In the run up to CosmicCon we tried to promote it as much as possible as being an inaugural event it was important to spread the word and make it as good as it possibly could be. Along with Nick Howes and many others we posted, tweeted, retweeted and tagged to create as much of a buzz as possible. In the end what actually happened was that we created a roar!!
Friday 5th June was the designated setup day and before long it was soon upon us. I had managed to get away from work by early afternoon and so I was the first of the BIMS crew to arrive. My car was chock-full of display boards, banners and posters which I was eager to make a start on setting up. As I walked into reception to find out where we were going to be situated I bumped into Nick Howes, Geoff Notkin and Cristina Stanilescu from the Emergency Asteroid Defense Project (EADP) It was really great to finally meet Geoff after many years of online acquaintance but we only had time for a quick hello as we all buckled down to setting up our respective displays.
Boxes, bags, cases, poster tubes and more boxes, I realised that I really need to invest in a hand trolley! On one of the many trips to and from my car I noticed Apollo 15 Astronaut Al Worden enjoying a smoke outside so I sneakily took the opportunity to have a chat, knowing he would be very busy during the weekend. What a gentleman, despite all the epic feats he has achieved or maybe because of them he proved to be very down to earth and easy to chat to. I was on a high as I continued to unpack and setup our display. I remember posting on Facebook and Twitter that with a start like that it was bound to be an epic weekend!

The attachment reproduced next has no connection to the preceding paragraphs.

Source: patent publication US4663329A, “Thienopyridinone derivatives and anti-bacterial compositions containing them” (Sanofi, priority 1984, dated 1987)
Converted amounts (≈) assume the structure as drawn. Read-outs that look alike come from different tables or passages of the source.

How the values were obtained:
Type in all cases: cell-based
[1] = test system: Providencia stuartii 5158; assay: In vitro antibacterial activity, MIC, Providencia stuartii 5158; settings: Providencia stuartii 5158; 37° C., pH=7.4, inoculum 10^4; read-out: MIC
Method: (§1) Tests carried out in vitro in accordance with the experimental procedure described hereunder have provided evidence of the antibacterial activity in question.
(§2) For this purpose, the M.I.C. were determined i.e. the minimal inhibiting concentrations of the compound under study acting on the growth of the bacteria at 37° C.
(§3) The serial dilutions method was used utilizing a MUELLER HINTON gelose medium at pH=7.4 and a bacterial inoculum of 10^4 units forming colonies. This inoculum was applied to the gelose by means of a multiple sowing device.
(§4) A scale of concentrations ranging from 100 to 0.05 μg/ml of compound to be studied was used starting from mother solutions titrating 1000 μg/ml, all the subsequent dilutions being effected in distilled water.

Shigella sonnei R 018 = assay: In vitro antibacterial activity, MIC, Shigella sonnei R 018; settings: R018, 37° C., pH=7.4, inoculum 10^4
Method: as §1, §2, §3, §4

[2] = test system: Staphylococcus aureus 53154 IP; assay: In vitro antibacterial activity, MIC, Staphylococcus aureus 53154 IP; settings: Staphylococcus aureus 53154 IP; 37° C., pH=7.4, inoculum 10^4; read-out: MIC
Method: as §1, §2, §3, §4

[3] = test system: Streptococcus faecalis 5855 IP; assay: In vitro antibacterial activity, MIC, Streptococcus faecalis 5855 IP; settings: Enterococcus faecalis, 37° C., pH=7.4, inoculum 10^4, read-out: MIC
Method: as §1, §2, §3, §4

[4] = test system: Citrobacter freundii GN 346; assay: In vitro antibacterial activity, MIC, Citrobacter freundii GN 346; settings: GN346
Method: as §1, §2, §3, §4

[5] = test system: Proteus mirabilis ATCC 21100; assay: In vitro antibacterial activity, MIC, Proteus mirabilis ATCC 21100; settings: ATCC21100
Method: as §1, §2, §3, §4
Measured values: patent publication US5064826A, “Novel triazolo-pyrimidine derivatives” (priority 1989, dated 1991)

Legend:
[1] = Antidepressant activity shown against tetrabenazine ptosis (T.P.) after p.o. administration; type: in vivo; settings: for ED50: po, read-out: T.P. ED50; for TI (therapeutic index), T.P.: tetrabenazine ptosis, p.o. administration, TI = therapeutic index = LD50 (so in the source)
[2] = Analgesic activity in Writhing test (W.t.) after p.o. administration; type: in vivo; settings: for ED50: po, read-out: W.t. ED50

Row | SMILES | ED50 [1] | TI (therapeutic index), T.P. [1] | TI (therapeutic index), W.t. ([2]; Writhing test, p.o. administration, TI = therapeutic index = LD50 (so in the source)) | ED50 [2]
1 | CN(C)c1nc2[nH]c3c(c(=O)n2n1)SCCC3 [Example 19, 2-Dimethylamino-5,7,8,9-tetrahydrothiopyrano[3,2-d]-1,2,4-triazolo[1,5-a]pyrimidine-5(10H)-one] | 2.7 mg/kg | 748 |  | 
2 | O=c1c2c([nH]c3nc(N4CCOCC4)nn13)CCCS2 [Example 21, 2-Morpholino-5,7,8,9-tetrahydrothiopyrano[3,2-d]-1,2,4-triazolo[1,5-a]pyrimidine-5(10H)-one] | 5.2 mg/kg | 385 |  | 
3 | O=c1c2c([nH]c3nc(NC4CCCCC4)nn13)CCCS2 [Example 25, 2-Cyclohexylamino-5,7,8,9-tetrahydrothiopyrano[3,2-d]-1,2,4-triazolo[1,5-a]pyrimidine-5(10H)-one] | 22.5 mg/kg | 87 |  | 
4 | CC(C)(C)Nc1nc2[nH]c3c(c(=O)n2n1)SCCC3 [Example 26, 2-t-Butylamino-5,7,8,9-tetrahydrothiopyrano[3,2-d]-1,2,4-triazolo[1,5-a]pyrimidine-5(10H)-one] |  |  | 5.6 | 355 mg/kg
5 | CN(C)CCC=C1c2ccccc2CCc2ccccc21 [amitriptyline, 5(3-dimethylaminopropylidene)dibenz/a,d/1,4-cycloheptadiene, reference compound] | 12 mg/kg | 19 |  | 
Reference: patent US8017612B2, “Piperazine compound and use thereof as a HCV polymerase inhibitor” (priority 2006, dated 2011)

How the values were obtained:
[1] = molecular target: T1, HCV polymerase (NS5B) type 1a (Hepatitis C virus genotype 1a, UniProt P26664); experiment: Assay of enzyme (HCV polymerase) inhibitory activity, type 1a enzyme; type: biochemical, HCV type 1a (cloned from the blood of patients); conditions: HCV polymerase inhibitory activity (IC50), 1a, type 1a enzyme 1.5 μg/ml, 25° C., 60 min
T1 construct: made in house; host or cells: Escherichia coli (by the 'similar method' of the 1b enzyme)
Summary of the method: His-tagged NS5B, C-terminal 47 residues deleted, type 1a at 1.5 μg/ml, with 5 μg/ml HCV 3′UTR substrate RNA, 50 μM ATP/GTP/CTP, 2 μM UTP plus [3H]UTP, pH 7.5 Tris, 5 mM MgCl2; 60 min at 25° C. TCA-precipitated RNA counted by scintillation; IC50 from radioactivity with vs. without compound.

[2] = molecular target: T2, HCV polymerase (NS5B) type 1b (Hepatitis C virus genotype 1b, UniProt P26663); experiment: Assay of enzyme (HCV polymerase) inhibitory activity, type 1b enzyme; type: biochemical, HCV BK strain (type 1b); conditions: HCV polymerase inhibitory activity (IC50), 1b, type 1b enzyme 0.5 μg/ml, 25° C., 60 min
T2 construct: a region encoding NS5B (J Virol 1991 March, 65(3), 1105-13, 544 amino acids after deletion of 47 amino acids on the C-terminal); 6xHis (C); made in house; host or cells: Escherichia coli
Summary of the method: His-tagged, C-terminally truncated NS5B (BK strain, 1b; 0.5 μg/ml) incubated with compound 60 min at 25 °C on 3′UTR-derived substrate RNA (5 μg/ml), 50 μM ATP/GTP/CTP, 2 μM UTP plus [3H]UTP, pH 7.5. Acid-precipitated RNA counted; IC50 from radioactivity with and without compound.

I managed to get the display boards, our BIMS meteorites banner and the tables laid out before Graham Ensor arrived and after a quick tour of the venue we cracked on with the rest of our display. Luther Jackson soon joined us after a journey delayed by heavy traffic and we put the finishing touches to our room. We had been allocated a separate room that could be securely locked, which meant that once finished we could leave our display set up all weekend. I was initially a bit worried about being away from the main event hall where the Astronauts and other exhibitors were situated but our room was actually just opposite the door to the main hall so we didn’t miss any of the visiting traffic and the ease of securing our display certainly helped us to relax and enjoy the weekend.